He never said "read them all" either: it simply wasn't possible. As Heinlein once wrote, "If I had learned anything, it was that they could print it faster than I could read it". Our house was living proof of that.
So, I've finished reading Dawkins' "The God Delusion", and had a conversation with my dad about it. He'll read it and get back to me, and we talk a bit about what he finds useful about going to church every Sunday. And as anti-theistic as I really am, I love my dad enough to accommodate this affectation. I cheerfully and enthusiastically drove him to Canterbury when he visited me in London. It's a real highlight for an Anglican to celebrate Mass in Canterbury Cathedral. But I didn't attend service with him, not there. It seems disrespectful (and awkward) to follow the motions in such a setting. Every other adult there can perform these maneuvers with aplomb; I don't want to make a spectacle of myself.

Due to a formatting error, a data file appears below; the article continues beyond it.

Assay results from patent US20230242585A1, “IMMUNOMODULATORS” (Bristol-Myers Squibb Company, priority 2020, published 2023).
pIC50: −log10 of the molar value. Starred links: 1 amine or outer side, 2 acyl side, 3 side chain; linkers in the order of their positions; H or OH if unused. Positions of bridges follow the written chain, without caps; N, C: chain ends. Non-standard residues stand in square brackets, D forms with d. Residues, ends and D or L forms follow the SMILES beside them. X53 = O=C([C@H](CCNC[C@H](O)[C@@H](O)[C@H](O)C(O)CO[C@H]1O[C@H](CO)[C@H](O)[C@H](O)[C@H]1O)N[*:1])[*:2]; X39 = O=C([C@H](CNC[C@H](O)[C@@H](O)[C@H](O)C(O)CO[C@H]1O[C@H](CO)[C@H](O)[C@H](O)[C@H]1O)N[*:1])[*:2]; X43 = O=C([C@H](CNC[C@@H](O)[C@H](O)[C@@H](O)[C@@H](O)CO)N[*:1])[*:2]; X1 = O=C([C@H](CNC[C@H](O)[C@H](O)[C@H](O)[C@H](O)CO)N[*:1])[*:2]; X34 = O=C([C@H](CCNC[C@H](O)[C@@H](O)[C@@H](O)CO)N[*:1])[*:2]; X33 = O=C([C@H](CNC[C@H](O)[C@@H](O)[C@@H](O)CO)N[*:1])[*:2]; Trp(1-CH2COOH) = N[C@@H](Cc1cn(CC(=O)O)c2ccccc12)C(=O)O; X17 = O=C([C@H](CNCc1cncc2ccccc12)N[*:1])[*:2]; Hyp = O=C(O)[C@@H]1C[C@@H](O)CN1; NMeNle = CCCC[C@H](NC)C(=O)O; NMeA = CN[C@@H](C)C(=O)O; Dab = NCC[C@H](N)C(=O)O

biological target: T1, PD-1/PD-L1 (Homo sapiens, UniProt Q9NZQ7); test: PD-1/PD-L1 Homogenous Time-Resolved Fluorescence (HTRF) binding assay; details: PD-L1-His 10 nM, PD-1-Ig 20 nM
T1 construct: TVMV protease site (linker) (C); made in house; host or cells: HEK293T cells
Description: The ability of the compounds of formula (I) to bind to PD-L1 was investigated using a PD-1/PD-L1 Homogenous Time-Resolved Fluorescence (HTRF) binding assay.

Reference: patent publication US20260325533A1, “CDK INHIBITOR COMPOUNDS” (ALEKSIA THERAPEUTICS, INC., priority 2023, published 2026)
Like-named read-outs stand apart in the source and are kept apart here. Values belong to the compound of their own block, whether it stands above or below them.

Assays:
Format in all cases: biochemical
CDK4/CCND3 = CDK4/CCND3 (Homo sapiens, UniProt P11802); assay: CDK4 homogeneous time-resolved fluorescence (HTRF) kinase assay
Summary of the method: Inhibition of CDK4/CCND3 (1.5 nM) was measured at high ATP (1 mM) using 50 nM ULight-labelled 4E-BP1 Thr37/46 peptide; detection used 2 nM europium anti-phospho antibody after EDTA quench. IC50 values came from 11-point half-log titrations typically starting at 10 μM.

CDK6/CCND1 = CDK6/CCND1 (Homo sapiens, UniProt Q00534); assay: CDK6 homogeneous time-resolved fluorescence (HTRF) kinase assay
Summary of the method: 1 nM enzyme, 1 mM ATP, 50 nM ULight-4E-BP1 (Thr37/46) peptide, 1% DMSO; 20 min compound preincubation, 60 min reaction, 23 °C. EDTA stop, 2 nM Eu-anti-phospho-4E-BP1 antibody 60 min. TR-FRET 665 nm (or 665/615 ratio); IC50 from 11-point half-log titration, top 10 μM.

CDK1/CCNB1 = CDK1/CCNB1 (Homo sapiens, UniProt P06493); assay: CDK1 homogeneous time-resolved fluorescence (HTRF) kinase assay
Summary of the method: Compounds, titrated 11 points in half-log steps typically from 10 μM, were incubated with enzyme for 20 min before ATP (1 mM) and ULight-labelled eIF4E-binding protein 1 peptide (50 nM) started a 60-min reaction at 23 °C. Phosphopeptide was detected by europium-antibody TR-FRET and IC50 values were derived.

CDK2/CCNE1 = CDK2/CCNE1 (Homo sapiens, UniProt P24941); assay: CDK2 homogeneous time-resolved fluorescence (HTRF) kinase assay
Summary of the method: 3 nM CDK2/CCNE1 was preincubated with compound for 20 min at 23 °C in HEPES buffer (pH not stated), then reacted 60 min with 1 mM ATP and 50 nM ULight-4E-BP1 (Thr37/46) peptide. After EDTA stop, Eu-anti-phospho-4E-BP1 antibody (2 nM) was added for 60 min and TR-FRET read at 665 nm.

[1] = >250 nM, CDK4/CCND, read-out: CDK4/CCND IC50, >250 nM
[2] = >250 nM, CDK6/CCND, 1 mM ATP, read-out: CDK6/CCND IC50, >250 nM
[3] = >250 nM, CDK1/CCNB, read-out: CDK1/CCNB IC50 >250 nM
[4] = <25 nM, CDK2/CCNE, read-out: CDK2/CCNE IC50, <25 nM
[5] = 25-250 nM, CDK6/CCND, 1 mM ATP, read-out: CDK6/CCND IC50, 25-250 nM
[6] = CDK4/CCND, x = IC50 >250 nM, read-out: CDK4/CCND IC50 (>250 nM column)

Oh, and I don't believe in the divinity of Christ, the existence of God, the resurrection, the virgin birth, the holy spirit, existence of souls, heaven, hell, limbo, purgatory. It's hard to attend church with integrity without faith.
And my father still goes to church, every Sunday. He feels it's good for him to do so.
I still don't understand.